First things first, you’re walking through water the entire hike, so you’re going to need to rent a dry suit or at the very least, dry pants. There are plenty of options of places to rent from, but we went with the Dry Bib Package from Zion Outfitter, which is located by the Visitor Center just outside the park. This package costs $45 per person and it includes the overall-looking waders you see us wearing, water canyoneering boots, neoprene socks, and a wooden hiking stick (USE THIS—the rocks are very slippery, the current is strong in some areas, and in a few areas the water gets up to about waist-deep). We also rented the Waterproof Backpack for $10 to hold our stuff and took turns carrying it. We decided to book all of this online ahead of time to avoid the risk of them selling out (though, I don’t know how likely this would have been because they have a LOT of gear), but it was still convenient because once we showed up it was already paid for and all we had to do was pick it up. Also, with Zion Outfitters (and I’m assuming, with most of the rental places), if the trail is closed due to flash floods the day you’ve booked your gear for, you’ll get a full refund.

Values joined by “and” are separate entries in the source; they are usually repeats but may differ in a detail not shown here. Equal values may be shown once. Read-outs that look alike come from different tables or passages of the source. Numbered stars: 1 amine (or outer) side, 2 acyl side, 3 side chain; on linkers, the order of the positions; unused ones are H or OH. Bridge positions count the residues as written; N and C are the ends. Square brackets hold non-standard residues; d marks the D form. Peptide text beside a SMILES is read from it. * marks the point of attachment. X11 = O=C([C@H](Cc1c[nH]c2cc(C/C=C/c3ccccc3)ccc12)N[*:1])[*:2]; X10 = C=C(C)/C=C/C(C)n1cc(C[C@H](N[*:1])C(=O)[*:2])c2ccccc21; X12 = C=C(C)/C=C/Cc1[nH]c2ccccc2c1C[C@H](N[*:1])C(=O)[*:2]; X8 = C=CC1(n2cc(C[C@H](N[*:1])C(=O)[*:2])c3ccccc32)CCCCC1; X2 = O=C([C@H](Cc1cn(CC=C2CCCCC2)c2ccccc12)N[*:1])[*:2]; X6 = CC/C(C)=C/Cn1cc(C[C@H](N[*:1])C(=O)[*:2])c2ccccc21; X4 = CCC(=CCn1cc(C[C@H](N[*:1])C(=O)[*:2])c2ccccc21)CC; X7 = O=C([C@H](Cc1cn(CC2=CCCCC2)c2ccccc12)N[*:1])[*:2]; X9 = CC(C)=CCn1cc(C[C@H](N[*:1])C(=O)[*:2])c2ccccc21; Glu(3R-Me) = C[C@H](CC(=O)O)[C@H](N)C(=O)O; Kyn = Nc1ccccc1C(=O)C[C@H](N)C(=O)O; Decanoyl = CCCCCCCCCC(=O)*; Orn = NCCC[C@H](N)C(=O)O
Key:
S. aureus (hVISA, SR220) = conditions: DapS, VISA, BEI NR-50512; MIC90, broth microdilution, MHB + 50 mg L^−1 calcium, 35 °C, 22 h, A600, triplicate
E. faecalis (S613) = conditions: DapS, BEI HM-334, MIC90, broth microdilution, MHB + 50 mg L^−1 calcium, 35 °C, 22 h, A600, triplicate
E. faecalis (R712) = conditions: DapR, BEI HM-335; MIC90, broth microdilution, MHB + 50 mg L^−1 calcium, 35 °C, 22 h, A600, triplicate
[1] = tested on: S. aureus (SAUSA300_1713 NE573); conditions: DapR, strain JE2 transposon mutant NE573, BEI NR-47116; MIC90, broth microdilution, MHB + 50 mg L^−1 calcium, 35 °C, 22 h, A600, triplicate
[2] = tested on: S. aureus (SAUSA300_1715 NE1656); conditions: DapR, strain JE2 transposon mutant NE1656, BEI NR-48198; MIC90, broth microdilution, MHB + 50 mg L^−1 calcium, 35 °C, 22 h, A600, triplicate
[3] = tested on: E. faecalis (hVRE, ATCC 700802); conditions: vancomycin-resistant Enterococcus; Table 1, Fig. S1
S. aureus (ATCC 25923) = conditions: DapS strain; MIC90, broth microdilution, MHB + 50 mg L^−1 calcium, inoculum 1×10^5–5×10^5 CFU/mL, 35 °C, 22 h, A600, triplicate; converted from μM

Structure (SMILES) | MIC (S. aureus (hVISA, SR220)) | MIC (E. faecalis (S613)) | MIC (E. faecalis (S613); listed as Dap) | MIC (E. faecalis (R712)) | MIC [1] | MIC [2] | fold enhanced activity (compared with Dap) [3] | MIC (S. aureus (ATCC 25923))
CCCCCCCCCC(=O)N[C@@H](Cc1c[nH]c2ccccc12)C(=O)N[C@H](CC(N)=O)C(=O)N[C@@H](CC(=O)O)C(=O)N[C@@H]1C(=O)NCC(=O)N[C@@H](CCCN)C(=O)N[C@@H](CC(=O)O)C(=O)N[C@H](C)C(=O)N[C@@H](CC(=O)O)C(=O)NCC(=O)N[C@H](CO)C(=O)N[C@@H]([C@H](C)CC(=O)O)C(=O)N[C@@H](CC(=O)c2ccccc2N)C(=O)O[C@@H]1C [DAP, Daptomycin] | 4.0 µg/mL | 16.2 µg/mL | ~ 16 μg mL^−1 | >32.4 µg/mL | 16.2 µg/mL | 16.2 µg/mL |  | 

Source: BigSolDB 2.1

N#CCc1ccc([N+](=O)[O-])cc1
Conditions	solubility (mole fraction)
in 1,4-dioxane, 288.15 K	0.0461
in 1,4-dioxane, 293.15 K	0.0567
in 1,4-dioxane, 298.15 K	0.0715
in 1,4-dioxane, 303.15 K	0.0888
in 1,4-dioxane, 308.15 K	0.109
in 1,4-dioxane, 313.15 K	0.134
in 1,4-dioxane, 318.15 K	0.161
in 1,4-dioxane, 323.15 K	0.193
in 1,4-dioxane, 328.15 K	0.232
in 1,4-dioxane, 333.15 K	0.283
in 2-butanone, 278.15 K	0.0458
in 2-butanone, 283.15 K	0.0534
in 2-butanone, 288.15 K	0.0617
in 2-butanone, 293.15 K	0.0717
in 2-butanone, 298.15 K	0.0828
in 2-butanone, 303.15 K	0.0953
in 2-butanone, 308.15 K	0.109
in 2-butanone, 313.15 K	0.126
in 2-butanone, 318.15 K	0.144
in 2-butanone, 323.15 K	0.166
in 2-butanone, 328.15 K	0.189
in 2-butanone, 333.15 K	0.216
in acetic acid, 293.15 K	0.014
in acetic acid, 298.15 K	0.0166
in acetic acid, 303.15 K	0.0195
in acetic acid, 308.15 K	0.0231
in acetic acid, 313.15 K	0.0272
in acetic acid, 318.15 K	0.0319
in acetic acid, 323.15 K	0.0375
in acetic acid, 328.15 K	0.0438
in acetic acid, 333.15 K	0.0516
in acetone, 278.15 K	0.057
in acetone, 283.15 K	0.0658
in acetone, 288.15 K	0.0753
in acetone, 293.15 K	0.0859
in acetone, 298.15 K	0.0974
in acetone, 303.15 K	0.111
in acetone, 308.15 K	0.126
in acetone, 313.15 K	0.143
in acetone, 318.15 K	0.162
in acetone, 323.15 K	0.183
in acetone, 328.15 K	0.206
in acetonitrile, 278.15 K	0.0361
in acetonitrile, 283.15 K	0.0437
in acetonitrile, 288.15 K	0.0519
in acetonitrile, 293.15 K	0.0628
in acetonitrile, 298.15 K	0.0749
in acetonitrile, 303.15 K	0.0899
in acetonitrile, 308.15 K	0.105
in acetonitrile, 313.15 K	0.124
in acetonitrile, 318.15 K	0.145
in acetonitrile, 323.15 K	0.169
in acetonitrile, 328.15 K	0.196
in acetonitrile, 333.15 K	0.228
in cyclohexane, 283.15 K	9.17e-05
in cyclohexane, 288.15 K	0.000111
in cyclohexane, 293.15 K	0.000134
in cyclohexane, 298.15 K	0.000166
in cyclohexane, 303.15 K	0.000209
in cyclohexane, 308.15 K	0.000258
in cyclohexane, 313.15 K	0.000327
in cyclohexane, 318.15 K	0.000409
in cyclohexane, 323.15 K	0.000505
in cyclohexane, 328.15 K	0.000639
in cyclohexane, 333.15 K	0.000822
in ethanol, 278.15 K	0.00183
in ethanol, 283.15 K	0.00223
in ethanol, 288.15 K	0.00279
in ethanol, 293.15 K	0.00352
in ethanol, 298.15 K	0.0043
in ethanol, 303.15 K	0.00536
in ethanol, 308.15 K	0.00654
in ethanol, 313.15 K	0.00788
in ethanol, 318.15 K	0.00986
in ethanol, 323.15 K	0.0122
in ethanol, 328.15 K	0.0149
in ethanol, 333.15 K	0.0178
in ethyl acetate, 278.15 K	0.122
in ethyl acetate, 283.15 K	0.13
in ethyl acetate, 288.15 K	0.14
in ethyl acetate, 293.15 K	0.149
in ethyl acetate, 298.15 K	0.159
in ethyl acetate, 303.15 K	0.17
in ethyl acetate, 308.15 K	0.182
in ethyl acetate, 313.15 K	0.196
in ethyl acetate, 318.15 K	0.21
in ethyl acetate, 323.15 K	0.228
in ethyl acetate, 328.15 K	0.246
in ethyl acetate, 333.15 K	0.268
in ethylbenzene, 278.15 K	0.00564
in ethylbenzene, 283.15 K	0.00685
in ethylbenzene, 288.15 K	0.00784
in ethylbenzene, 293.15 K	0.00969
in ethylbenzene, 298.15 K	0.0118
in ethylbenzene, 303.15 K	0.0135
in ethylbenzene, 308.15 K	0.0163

As for what to wear underneath, it surprisingly wasn’t too cold when we were there in late November (maybe around 45-50 degrees), so I just wore some workout leggings, a long-sleeved thermal, and zip-up fleece. We both debated doubling-up on leggings underneath but were glad we didn’t, because we stayed pretty warm once we started moving. Heads up though because we did NOT know this—your feet WILL get wet. We thought something was wrong when we took a few steps and felt water, but that’s actually how the gear is designed. It allows your feet to get wet, but the neoprene material of the socks (basically like a wetsuit), will keep your feet nice and warm. But, the bottom of the pants have a tight rubber band, so your legs will stay dry—though it is the weirdest sensation to feel the cold of the water around your whole body without actually getting wet (again, besides your feet).